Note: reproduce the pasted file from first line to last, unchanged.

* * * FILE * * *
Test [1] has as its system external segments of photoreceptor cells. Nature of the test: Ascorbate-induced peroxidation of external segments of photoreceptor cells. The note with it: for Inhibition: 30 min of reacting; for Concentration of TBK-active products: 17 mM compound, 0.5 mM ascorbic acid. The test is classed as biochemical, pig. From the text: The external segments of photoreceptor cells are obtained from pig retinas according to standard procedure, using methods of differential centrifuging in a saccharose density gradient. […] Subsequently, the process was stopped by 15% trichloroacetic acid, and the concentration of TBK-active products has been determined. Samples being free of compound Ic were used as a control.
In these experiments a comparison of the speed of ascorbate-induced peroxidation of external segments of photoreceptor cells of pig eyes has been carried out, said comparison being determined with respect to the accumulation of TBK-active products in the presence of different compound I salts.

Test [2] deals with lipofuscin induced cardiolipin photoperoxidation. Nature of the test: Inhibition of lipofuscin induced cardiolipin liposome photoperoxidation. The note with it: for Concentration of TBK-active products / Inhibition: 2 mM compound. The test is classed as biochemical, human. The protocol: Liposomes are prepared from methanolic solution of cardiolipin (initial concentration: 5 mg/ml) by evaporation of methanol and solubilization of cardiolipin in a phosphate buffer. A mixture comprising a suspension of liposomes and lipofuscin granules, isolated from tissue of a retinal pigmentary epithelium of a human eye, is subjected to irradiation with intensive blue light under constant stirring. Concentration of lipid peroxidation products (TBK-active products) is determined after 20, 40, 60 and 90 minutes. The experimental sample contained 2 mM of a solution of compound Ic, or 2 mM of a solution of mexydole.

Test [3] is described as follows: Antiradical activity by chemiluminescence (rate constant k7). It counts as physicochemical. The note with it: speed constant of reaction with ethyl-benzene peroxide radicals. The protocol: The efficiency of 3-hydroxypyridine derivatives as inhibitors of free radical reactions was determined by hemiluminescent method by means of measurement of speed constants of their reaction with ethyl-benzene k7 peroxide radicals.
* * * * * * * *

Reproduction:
Test [1] has as its system external segments of photoreceptor cells. Nature of the test: Ascorbate-induced peroxidation of external segments of photoreceptor cells. The note with it: for Inhibition: 30 min of reacting; for Concentration of TBK-active products: 17 mM compound, 0.5 mM ascorbic acid. The test is classed as biochemical, pig. From the text: The external segments of photoreceptor cells are obtained from pig retinas according to standard procedure, using methods of differential centrifuging in a saccharose density gradient. […] Subsequently, the process was stopped by 15% trichloroacetic acid, and the concentration of TBK-active products has been determined. Samples being free of compound Ic were used as a control.
In these experiments a comparison of the speed of ascorbate-induced peroxidation of external segments of photoreceptor cells of pig eyes has been carried out, said comparison being determined with respect to the accumulation of TBK-active products in the presence of different compound I salts.

Test [2] deals with lipofuscin induced cardiolipin photoperoxidation. Nature of the test: Inhibition of lipofuscin induced cardiolipin liposome photoperoxidation. The note with it: for Concentration of TBK-active products / Inhibition: 2 mM compound. The test is classed as biochemical, human. The protocol: Liposomes are prepared from methanolic solution of cardiolipin (initial concentration: 5 mg/ml) by evaporation of methanol and solubilization of cardiolipin in a phosphate buffer. A mixture comprising a suspension of liposomes and lipofuscin granules, isolated from tissue of a retinal pigmentary epithelium of a human eye, is subjected to irradiation with intensive blue light under constant stirring. Concentration of lipid peroxidation products (TBK-active products) is determined after 20, 40, 60 and 90 minutes. The experimental sample contained 2 mM of a solution of compound Ic, or 2 mM of a solution of mexydole.

Test [3] is described as follows: Antiradical activity by chemiluminescence (rate constant k7). It counts as physicochemical. The note with it: speed constant of reaction with ethyl-benzene peroxide radicals. The protocol: The efficiency of 3-hydroxypyridine derivatives as inhibitors of free radical reactions was determined by hemiluminescent method by means of measurement of speed constants of their reaction with ethyl-benzene k7 peroxide radicals.